FIRMS in the digital technologies sector are being urged to counter the negative effect of Brexit on accessing staff with the right skills. ScotlandIS, the industry trade body, warns that with the sector already facing a skills shortage and Brexit uncertainty posing a “serious threat” for firms that rely on skilled EU nationals, businesses must address the issue

The latest ScotlandIS Brexit Briefing, produced in association with Scotland’s largest law firm Brodies LLP, focuses on the rights of non-UK EU nationals and recommends that firms take steps to support employees wanting to protect their residency rights post-Brexit. It found that 75 per cent of members surveyed following the 2016 referendum said Brexit would have a negative or very negative impact on their access to staff with the right skills.

Scotland’s software and IT businesses alone employed 4,000 non-UK EU nationals in 2015, accounting for 11.5 per cent of employees, according to the Scottish Government. The digital technologies industry north of the Border contributes £5 billion in GVA per annum and employs about 91,000 people.

Lynne Marr, a partner at Brodies, said: “No immigration procedures have been necessary for most EU nationals so far – other than the usual right to work checks carried out for all employees at the start of employment – and that means many employers do not have this information to hand.”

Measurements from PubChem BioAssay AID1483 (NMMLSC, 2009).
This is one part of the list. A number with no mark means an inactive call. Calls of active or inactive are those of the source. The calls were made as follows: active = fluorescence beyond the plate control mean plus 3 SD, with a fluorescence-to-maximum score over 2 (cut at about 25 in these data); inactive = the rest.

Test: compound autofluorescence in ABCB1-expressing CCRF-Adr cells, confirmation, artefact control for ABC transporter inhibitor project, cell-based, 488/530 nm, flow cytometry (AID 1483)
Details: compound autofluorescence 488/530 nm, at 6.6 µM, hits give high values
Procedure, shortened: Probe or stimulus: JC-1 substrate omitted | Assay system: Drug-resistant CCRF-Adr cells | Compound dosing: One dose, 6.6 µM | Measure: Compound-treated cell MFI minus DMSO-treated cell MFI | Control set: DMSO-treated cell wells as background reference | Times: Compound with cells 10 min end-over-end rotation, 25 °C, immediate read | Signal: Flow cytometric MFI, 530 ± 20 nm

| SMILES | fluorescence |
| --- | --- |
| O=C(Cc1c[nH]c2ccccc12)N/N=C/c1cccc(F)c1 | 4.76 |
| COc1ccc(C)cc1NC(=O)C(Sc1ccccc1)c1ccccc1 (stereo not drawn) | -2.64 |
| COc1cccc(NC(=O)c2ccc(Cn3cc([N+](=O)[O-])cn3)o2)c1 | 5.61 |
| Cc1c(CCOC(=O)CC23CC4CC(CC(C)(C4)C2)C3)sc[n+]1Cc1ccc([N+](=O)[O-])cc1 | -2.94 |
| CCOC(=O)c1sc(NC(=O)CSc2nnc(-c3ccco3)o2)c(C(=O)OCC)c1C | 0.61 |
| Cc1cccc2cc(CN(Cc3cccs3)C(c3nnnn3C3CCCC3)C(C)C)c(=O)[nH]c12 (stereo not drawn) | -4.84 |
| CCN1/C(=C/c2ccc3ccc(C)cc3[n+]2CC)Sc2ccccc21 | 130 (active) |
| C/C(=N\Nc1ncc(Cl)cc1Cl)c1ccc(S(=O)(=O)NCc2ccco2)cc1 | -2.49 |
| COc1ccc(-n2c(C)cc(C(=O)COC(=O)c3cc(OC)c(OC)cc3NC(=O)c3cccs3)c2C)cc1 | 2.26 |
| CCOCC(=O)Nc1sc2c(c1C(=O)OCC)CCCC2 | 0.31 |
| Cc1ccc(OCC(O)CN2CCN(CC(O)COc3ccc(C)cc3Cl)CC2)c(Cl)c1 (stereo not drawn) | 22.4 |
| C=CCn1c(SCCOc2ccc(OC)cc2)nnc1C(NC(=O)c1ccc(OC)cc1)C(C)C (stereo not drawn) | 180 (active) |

“Employers will need this information to assess the potential impact on their business if non-UK EU nationals among their staff leave the country post-Brexit or if additional immigration controls make them more difficult to employ in the future.”

Meanwhile, a new skills and recruitment survey from Technology Scotland has revealed that 87 per cent of participants believe the Scottish technology sector remains an attractive place to do business and 89 per cent do not typically have problems retaining staff. But 61 per cent have experienced at least one skills shortage vacancy in the last 12 months which has remained open for over three months.